By Margret Chogugudza
Tracey a 16 year old woman recently approached the civil court of Chitungwiza claiming maintenance from Simbarashe the father of her 1 year child who impregnate and dumps her.
“I got pregnancy when I was in form 3 and I had to drop out of school. The father of my child then dumped me and I was left alone with the child. My parents and my relatives scolded me for the mistake I made but what pains me most is that when I was still a girl nobody bothered to discuss issues of sex and pregnancy with me” said Tracey.
Tracey’s story is a sad reality and negative life outcome that many girls and young women in Zimbabwe are facing after engaging in sexual activities without the appropriate and necessary sex education.
Despite the fact that young people are engaging in sexual intercourse at an early age, the family which is the main agent of socialisation does not provide the young people with comprehensive knowledge on sex education, reproductive health and rights.
This is because parents do not feel comfortable to discuss issues to do with sex with their children and this has left many young people vulnerable to peer-pressure and digital media as the only sources of information regarding issues on sex.
Parents do not sit down with their children and properly discuss their sexual and reproductive health needs of their children and when they do they often talk about abstinence denying the reality of premature sexual relationships among the adolescents.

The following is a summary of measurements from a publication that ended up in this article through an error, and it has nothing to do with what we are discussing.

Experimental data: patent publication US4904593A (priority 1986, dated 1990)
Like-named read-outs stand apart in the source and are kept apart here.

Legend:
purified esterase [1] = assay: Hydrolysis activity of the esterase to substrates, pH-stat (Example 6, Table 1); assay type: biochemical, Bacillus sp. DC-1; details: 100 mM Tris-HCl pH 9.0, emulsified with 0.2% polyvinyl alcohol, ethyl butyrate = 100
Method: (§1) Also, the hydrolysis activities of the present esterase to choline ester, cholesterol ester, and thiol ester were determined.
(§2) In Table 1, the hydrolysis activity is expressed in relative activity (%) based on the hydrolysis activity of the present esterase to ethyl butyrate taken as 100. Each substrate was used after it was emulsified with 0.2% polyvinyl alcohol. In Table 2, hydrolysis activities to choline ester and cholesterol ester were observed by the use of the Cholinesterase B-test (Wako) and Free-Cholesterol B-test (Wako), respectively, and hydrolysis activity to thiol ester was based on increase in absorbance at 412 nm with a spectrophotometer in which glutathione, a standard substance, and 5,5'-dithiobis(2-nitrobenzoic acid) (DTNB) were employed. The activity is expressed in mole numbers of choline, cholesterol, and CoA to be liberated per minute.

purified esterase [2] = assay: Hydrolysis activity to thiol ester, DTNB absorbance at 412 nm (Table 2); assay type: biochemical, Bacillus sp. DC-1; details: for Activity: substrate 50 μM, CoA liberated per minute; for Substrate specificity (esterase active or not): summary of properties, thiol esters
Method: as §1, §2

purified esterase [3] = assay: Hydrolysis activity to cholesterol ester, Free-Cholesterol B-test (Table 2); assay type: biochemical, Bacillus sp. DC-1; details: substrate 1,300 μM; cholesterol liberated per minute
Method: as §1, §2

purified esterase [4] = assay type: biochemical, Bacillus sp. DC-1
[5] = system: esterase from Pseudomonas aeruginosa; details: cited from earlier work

The strict relationship between parents and their children have left many adolescents with no one to confide in about their sexual relations except their friends who are in the same boat with them. Many young women are often forced to seek knowledge about sex and sexual reproductive health from their boyfriends who often provide false information in order to have sexual intercourse with the young women.
It is right time that our society change its attitude regarding sex education, adolescents sexual and reproductive health rights. Parents should comfortably talk to their children about sex education and their sexual reproductive health rights as this will help them in making informed decisions regarding their sexuality.
According to the 2015 Zimbabwe Demographic Health Survey (ZDHS) adolescent fertility rate remains high among young girls 15-19 years old in Zimbabwe with nearly 1 in 10 adolescent girls giving birth every year.
These cases of unwanted pregnancies arise partly because of the lack of emphasis on sex education. In this era of technology, children are exposed to information about sex at an early age, therefore keeping it a secret as a parent means that the parent will have little control over what their children learns and knows about sex.
Peer pressure and the media have enormous influence in the lives of the young people and if the parents do not provide sex education to the young people, somehow they will learn and unfortunately in most cases learn in a way that have devastating consequences.
Sex education should ideally start in the home providing young women with the necessary information on their sexual and reproductive health rights since they are the ones who are more vulnerable to sexual and reproductive health problems.
Sex education is necessary for young women to make informed decisions concerning their bodies, reduce the incidence of school drop outs, unwanted pregnancy, new HIV infections, sexual violence, maternal mortality and unsafe abortion.
Parents should take the responsibility of providing their children with information on sexual and reproductive health rights as it is crucial for them to know of their rights in this era.